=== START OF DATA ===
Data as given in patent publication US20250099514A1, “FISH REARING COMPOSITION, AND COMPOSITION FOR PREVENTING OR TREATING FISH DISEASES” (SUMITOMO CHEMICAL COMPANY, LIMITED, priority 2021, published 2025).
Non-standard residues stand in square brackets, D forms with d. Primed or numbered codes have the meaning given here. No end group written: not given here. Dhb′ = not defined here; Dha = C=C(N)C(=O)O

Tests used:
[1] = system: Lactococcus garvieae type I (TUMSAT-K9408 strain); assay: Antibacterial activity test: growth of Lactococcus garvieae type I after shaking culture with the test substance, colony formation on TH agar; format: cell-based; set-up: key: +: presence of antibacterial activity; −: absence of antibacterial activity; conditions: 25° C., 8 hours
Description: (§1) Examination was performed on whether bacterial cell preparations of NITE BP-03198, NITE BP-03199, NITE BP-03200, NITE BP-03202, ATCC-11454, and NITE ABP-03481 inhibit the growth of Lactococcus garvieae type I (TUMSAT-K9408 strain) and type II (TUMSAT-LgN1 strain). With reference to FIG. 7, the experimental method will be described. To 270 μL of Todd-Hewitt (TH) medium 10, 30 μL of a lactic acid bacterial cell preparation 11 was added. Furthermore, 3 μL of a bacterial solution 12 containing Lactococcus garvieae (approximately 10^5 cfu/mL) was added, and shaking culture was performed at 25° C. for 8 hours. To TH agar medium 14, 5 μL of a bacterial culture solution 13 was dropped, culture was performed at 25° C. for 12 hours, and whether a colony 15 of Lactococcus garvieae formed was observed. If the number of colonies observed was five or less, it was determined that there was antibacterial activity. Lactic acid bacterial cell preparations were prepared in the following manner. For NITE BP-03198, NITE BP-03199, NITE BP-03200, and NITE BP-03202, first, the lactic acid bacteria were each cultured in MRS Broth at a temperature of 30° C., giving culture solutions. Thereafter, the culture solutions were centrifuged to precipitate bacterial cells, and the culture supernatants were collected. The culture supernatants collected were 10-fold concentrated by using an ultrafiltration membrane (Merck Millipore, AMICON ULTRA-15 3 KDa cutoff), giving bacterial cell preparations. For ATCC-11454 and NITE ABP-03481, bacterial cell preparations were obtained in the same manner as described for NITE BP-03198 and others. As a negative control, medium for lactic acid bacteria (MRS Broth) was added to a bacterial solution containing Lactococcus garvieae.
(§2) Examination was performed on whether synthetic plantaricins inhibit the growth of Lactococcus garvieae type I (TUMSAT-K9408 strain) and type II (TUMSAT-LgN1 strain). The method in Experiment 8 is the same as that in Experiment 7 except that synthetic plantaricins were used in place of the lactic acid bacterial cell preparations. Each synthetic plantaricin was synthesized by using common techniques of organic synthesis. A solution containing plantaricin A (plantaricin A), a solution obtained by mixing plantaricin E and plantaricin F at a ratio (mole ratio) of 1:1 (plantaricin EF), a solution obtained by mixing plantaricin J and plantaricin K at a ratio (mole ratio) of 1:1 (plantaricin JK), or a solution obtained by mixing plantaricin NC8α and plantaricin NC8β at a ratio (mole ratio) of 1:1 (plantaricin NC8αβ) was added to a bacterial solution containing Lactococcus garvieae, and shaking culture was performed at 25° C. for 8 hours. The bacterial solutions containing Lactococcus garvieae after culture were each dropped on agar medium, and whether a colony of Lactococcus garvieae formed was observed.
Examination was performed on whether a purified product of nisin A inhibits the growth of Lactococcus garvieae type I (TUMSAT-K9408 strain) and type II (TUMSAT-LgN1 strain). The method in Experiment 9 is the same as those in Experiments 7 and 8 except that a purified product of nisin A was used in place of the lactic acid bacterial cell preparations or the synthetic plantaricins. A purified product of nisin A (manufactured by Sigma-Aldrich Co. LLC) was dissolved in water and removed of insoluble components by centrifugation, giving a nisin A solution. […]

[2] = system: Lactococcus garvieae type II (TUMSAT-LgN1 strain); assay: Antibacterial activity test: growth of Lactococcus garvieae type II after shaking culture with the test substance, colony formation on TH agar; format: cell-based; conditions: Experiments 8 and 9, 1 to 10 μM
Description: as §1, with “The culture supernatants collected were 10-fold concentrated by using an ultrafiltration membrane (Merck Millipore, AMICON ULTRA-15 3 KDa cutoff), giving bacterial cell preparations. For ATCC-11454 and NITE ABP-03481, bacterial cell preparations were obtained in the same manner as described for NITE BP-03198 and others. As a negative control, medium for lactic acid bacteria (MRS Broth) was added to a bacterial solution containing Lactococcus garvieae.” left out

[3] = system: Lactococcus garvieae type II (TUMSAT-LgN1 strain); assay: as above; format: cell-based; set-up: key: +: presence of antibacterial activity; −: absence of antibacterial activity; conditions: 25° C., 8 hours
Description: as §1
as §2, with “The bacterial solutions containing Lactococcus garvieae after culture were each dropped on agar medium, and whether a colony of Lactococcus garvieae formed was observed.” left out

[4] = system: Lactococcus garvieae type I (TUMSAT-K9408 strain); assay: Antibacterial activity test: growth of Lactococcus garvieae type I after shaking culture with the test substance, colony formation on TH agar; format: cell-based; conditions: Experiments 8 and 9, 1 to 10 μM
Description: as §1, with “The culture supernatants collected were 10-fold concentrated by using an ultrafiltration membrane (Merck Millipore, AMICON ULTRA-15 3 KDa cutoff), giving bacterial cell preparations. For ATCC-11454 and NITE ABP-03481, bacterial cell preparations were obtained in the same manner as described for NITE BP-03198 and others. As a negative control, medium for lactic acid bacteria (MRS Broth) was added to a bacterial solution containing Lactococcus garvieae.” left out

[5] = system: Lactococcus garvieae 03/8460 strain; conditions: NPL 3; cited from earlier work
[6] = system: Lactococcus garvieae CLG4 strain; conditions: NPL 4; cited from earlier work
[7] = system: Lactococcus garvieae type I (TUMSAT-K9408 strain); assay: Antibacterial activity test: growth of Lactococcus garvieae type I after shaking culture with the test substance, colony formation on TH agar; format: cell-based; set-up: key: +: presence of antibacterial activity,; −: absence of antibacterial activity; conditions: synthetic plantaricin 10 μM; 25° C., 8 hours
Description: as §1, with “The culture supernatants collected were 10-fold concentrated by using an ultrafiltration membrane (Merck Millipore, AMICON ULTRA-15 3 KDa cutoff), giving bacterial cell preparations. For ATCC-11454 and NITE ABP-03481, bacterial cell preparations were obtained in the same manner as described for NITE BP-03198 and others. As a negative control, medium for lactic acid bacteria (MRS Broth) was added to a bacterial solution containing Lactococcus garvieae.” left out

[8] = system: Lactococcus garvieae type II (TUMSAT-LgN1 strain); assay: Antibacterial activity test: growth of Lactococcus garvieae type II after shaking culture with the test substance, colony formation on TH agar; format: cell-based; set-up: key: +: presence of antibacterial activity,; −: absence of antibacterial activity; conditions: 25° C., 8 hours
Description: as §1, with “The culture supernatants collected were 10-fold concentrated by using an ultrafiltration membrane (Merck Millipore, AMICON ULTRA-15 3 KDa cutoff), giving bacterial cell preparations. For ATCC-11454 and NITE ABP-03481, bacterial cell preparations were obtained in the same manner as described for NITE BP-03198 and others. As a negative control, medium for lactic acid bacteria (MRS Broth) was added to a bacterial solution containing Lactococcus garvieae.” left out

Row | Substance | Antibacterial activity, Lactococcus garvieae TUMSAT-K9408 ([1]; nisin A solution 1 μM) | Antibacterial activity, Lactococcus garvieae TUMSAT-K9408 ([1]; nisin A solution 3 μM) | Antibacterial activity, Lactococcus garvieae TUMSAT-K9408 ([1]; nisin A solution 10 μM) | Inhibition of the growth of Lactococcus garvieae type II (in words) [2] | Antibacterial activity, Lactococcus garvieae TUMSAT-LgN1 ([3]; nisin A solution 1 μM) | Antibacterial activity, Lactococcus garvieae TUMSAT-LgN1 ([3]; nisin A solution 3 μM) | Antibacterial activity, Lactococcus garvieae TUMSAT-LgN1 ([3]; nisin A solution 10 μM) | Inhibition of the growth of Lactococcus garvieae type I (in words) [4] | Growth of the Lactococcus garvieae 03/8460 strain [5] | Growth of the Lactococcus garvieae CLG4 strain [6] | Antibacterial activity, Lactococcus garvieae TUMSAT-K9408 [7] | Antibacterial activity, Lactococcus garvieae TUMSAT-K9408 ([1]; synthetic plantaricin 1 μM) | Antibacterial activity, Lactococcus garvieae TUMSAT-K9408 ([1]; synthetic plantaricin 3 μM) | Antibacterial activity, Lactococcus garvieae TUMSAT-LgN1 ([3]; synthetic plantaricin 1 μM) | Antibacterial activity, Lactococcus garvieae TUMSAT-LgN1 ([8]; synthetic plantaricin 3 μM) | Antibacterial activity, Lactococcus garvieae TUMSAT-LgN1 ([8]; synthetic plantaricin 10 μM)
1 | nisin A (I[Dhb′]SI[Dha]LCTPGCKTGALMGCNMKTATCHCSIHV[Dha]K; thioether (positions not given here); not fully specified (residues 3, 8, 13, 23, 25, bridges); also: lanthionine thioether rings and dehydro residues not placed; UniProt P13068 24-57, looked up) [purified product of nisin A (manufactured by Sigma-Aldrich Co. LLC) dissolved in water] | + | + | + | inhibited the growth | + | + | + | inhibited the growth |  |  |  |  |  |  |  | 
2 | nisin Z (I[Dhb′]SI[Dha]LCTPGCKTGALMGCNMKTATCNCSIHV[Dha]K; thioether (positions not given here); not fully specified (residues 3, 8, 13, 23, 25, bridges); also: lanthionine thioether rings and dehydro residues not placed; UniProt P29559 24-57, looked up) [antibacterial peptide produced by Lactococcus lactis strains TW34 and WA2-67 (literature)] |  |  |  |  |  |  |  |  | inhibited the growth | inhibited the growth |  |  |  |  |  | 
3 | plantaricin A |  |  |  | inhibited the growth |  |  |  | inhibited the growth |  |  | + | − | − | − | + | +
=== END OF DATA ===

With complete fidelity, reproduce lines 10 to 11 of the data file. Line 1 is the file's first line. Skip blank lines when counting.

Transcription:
[3] = system: Lactococcus garvieae type II (TUMSAT-LgN1 strain); assay: as above; format: cell-based; set-up: key: +: presence of antibacterial activity; −: absence of antibacterial activity; conditions: 25° C., 8 hours
Description: as §1